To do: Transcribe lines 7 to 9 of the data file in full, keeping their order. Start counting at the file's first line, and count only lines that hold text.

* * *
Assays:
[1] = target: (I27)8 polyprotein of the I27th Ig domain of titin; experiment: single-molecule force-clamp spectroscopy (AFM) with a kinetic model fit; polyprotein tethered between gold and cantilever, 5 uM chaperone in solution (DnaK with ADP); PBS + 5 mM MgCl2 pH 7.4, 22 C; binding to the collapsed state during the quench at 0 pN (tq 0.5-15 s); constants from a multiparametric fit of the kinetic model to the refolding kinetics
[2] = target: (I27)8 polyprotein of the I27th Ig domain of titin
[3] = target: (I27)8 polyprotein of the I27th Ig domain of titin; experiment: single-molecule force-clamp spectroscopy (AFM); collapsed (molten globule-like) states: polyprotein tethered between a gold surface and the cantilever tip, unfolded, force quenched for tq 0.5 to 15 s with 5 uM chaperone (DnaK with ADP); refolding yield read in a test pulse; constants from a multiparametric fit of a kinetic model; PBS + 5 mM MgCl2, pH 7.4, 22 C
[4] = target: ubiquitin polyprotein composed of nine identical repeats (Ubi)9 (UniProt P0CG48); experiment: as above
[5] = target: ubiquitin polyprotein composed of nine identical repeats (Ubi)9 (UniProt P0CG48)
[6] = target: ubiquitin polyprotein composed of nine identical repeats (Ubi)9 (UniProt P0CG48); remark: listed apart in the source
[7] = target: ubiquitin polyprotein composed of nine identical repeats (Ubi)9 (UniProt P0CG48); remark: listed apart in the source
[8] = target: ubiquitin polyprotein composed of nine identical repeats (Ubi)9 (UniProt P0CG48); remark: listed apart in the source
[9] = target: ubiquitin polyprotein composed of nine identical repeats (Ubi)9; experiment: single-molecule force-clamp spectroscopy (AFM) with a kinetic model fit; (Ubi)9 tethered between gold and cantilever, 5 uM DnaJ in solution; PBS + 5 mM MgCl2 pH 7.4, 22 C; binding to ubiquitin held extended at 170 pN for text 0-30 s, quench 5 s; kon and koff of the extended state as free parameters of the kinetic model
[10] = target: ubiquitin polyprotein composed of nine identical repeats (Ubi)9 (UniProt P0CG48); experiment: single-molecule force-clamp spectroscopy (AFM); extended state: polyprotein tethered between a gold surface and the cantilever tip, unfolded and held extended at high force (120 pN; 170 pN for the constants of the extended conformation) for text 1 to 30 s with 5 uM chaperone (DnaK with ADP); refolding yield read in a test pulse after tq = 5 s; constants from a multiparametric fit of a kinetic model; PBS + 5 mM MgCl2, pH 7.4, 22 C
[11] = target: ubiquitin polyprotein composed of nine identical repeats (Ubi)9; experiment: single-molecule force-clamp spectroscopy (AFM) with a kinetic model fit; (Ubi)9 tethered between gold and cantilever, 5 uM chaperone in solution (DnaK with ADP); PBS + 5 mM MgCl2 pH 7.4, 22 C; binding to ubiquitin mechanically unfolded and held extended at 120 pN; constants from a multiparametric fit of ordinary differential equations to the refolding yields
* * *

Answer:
[6] = target: ubiquitin polyprotein composed of nine identical repeats (Ubi)9 (UniProt P0CG48); remark: listed apart in the source
[7] = target: ubiquitin polyprotein composed of nine identical repeats (Ubi)9 (UniProt P0CG48); remark: listed apart in the source
[8] = target: ubiquitin polyprotein composed of nine identical repeats (Ubi)9 (UniProt P0CG48); remark: listed apart in the source